Wednesday, 21 November 2012

Memristor, a brief description

A team from UCL experimented with silicon oxide to make LEDs, and accidentally caused the arrangement of the silicon atoms to change and form less resistive filaments within the solid silicon oxide. The switch in resistance is made much more efficiently than before, and the process has been described in a Journal of Applied Physics paper. The team were trying to make LEDs, but found that their devices appeared to be unstable.
A UCL PhD student in the department, Adnan Mehonic, was asked to look into this and found that the silicon oxide wasn’t unstable at all, and in fact was flipping predictably between various conducting and non-conducting states.
The work revealed that a material we had been looking at for some time could in fact be made into a memristor. The potential for this material is huge. During proof-of-concept development the team have shown they can program the chips using the cycle between two or more states of conductivity.
The memoristor was originally envisioned in 1971 by circuit theorist Leon Chua as a missing non-linear passive two-terminal electrical component relating electric charge and magnetic flux linkage. More recently the memristor definition was generalized by Leon Chua to cover all forms of 2-terminal non-volatile memory devices based on resistance switching effects and Chua has claimed that the memristor is the oldest known circuit element with its effects predating the resistor, capacitor and inductor. The memristor is currently under development by various teams including Hewlett-Packard, SK Hynix, and HRL Laboratories.
When current flows in one direction through a memristor, the electrical resistance increases; and when current flows in the opposite direction, the resistance decreases. When the current is stopped, the memristor retains the last resistance that it had, and when the flow of charge starts again, the resistance of the circuit will be what it was when it was last active. It has a regime of operation with an approximately linear charge-resistance relationship as long as the time-integral of the current stays within certain bounds. Effectively the memristor is a voltage dependent resistor or switch, whose characteristics
is similar to a diode but can be utilized in logic circuits for long term memory states. In 2008, a team at HP Labs announced the development of a switching memristor based on a thin film of titanium dioxide. These devices are being developed for application in nanoelectronic memories, computer logic, and neuromorphic computer architectures.
In October 2011, the same team announced the commercial availability of memristor technology within 18 months, as a replacement for Flash, SSD, DRAM and SRAM. In March 2012, a team of researchers from HRL Laboratories and the University of Michigan announced the first functioning memristor array built on a CMOS chip for applications in neuromorphic computer architectures. The CMOS chip which is a common form of integrated circuit can be easily refitted for memristor technology, and serve in current logic circuits (with a little adjustments for latency and memory density trade offs).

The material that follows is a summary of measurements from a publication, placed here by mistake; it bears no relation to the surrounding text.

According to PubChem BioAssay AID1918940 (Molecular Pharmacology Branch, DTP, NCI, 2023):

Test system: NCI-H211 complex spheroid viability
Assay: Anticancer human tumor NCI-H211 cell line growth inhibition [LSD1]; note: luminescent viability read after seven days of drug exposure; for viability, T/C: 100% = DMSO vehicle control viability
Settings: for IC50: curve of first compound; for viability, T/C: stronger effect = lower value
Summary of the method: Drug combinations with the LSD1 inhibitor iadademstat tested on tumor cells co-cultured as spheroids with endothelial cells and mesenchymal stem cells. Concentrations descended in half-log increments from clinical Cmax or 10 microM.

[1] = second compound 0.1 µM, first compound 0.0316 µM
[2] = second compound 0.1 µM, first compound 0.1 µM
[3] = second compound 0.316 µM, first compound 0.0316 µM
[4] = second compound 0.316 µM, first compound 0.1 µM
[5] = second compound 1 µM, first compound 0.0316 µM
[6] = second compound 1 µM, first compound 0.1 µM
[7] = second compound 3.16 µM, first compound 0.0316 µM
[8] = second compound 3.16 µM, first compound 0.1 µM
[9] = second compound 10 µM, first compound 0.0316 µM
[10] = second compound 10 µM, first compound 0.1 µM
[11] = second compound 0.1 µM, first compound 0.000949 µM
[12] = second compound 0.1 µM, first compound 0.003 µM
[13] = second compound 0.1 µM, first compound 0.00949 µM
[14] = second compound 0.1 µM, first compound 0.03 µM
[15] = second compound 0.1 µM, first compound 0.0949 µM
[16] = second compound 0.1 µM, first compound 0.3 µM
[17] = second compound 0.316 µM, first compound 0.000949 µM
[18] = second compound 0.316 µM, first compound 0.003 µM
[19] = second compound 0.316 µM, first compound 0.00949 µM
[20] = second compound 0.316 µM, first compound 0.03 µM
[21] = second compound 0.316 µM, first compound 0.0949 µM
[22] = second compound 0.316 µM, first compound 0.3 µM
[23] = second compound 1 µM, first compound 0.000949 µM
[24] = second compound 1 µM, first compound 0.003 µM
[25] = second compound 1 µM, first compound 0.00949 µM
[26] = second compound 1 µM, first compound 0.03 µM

The definition of the memristor is based solely on the fundamental circuit variables of current and voltage and their time-integrals, just like the resistor, capacitor, and inductor.
The resistance of a memristor depends on the integral of the input applied to the terminals (rather than on the instantaneous value of the input as in a varistor). Since the element "remembers" the amount of current that has passed through it in the past, it was tagged by Chua with the name "memristor". Another way of describing a memristor is that it is any passive two-terminal circuit element that maintains a functional relationship between the time integral of current (called charge) and the time integral of voltage (often called flux, as it is related to magnetic flux). The slope of this function is called the memristance M and is similar to variable resistance. Batteries can be considered to have memristance, but they are not passive devices.

Some researchers have argued that biological structures such as blood and skin should also be considered to be memristors. Others have argued that the memory device under development by HP Labs and other forms of RRAM are not actually memristors or memristive systems but part of a broader class of variable resistance systems and that a broader definition of memristor is a scientifically unjustifiable land grab to favor the memristor patents of Hewlett-Packard.
The potential of arranging memristers in a lattice could replace a whole days worth of video roughly 100 Gigabyte of data in a space no bigger then a SD card. As one memristor can replace ten transistors, as a flop flop memory configuration. The potential space is already saved and power too.
The projected date for sale of this new memory will be in 2014, although the product maybe ready in summer 2013. Its expected that memristers will appear in small drives like flash drives or DRAM. Hopefully replacing spinning hard drives with its solid state memristor drives in a space of 5 years, which will make dvd and blue-ray discs obsolete.
The closest description in nature of what a memistor is a synapse, which when arranged in a computer can quicken boot up speeds in a traditional computer. Although its compatibility to work with existing hardware. The potential is to possibility integrate this technology in the artificial neurosynaptic computing chips, as a improved form of hardware for synthetic intelligence thus reducing power. The future of computing is to reduce size proving Moore's law is correct, but as this law will become to difficult this next decade. The use of memristors will still allow a continuation of Moore's law, at least for memory containment...

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